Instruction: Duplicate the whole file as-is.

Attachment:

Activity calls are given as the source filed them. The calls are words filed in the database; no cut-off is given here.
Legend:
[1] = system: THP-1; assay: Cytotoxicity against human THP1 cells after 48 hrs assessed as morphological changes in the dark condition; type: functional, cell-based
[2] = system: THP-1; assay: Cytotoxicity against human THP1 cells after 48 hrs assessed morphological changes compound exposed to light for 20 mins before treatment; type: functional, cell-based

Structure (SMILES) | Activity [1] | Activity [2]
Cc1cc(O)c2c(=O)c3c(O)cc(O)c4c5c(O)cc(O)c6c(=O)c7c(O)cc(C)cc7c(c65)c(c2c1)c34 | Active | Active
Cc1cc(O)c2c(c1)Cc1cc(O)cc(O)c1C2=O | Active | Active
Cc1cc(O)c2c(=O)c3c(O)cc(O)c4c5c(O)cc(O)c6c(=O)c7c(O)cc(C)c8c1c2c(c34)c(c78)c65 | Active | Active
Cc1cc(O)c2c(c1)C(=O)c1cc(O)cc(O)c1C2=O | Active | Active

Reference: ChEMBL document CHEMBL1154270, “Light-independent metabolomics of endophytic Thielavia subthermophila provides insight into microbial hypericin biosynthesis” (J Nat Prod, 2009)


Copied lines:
Activity calls are given as the source filed them. The calls are words filed in the database; no cut-off is given here.
Legend:
[1] = system: THP-1; assay: Cytotoxicity against human THP1 cells after 48 hrs assessed as morphological changes in the dark condition; type: functional, cell-based
[2] = system: THP-1; assay: Cytotoxicity against human THP1 cells after 48 hrs assessed morphological changes compound exposed to light for 20 mins before treatment; type: functional, cell-based

Structure (SMILES) | Activity [1] | Activity [2]
Cc1cc(O)c2c(=O)c3c(O)cc(O)c4c5c(O)cc(O)c6c(=O)c7c(O)cc(C)cc7c(c65)c(c2c1)c34 | Active | Active
Cc1cc(O)c2c(c1)Cc1cc(O)cc(O)c1C2=O | Active | Active
Cc1cc(O)c2c(=O)c3c(O)cc(O)c4c5c(O)cc(O)c6c(=O)c7c(O)cc(C)c8c1c2c(c34)c(c78)c65 | Active | Active
Cc1cc(O)c2c(c1)C(=O)c1cc(O)cc(O)c1C2=O | Active | Active

Reference: ChEMBL document CHEMBL1154270, “Light-independent metabolomics of endophytic Thielavia subthermophila provides insight into microbial hypericin biosynthesis” (J Nat Prod, 2009)